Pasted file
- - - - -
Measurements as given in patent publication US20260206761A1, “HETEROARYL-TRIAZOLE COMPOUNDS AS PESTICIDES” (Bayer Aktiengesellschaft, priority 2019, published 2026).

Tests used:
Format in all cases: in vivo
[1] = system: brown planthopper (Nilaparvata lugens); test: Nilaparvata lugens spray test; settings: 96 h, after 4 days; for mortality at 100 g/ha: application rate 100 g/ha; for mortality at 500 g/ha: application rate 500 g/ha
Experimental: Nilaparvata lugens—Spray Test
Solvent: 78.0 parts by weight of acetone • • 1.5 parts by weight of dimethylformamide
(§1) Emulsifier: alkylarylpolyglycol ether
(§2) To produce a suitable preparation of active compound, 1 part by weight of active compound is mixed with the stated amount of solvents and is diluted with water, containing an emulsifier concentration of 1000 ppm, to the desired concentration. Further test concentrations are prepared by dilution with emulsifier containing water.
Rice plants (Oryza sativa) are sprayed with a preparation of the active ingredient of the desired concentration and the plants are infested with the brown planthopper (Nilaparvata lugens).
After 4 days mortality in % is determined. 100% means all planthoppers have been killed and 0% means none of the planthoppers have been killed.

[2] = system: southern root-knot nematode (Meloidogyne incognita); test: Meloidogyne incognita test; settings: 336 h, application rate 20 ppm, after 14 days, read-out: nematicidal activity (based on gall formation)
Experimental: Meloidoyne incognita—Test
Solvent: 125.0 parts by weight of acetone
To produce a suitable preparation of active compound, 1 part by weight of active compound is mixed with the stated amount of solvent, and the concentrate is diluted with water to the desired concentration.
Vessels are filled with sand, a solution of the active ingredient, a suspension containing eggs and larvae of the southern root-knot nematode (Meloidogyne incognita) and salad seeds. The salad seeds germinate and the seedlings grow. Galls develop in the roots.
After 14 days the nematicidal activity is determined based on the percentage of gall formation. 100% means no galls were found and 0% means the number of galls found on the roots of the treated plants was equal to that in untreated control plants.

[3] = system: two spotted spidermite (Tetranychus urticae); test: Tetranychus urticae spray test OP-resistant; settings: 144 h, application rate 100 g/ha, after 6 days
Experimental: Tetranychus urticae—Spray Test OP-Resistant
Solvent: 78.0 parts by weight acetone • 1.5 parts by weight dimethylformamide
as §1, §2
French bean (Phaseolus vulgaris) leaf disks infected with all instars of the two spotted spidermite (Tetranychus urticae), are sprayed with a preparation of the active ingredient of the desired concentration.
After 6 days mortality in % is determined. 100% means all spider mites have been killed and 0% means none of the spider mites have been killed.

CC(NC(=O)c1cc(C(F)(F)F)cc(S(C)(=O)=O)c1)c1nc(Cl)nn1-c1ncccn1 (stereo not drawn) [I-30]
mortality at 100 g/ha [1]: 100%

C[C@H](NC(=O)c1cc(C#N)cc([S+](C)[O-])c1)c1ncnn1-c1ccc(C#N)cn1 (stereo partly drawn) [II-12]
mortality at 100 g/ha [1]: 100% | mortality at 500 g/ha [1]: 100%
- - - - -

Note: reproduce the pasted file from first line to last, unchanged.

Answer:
Measurements as given in patent publication US20260206761A1, “HETEROARYL-TRIAZOLE COMPOUNDS AS PESTICIDES” (Bayer Aktiengesellschaft, priority 2019, published 2026).

Tests used:
Format in all cases: in vivo
[1] = system: brown planthopper (Nilaparvata lugens); test: Nilaparvata lugens spray test; settings: 96 h, after 4 days; for mortality at 100 g/ha: application rate 100 g/ha; for mortality at 500 g/ha: application rate 500 g/ha
Experimental: Nilaparvata lugens—Spray Test
Solvent: 78.0 parts by weight of acetone • • 1.5 parts by weight of dimethylformamide
(§1) Emulsifier: alkylarylpolyglycol ether
(§2) To produce a suitable preparation of active compound, 1 part by weight of active compound is mixed with the stated amount of solvents and is diluted with water, containing an emulsifier concentration of 1000 ppm, to the desired concentration. Further test concentrations are prepared by dilution with emulsifier containing water.
Rice plants (Oryza sativa) are sprayed with a preparation of the active ingredient of the desired concentration and the plants are infested with the brown planthopper (Nilaparvata lugens).
After 4 days mortality in % is determined. 100% means all planthoppers have been killed and 0% means none of the planthoppers have been killed.

[2] = system: southern root-knot nematode (Meloidogyne incognita); test: Meloidogyne incognita test; settings: 336 h, application rate 20 ppm, after 14 days, read-out: nematicidal activity (based on gall formation)
Experimental: Meloidoyne incognita—Test
Solvent: 125.0 parts by weight of acetone
To produce a suitable preparation of active compound, 1 part by weight of active compound is mixed with the stated amount of solvent, and the concentrate is diluted with water to the desired concentration.
Vessels are filled with sand, a solution of the active ingredient, a suspension containing eggs and larvae of the southern root-knot nematode (Meloidogyne incognita) and salad seeds. The salad seeds germinate and the seedlings grow. Galls develop in the roots.
After 14 days the nematicidal activity is determined based on the percentage of gall formation. 100% means no galls were found and 0% means the number of galls found on the roots of the treated plants was equal to that in untreated control plants.

[3] = system: two spotted spidermite (Tetranychus urticae); test: Tetranychus urticae spray test OP-resistant; settings: 144 h, application rate 100 g/ha, after 6 days
Experimental: Tetranychus urticae—Spray Test OP-Resistant
Solvent: 78.0 parts by weight acetone • 1.5 parts by weight dimethylformamide
as §1, §2
French bean (Phaseolus vulgaris) leaf disks infected with all instars of the two spotted spidermite (Tetranychus urticae), are sprayed with a preparation of the active ingredient of the desired concentration.
After 6 days mortality in % is determined. 100% means all spider mites have been killed and 0% means none of the spider mites have been killed.

CC(NC(=O)c1cc(C(F)(F)F)cc(S(C)(=O)=O)c1)c1nc(Cl)nn1-c1ncccn1 (stereo not drawn) [I-30]
mortality at 100 g/ha [1]: 100%

C[C@H](NC(=O)c1cc(C#N)cc([S+](C)[O-])c1)c1ncnn1-c1ccc(C#N)cn1 (stereo partly drawn) [II-12]
mortality at 100 g/ha [1]: 100% | mortality at 500 g/ha [1]: 100%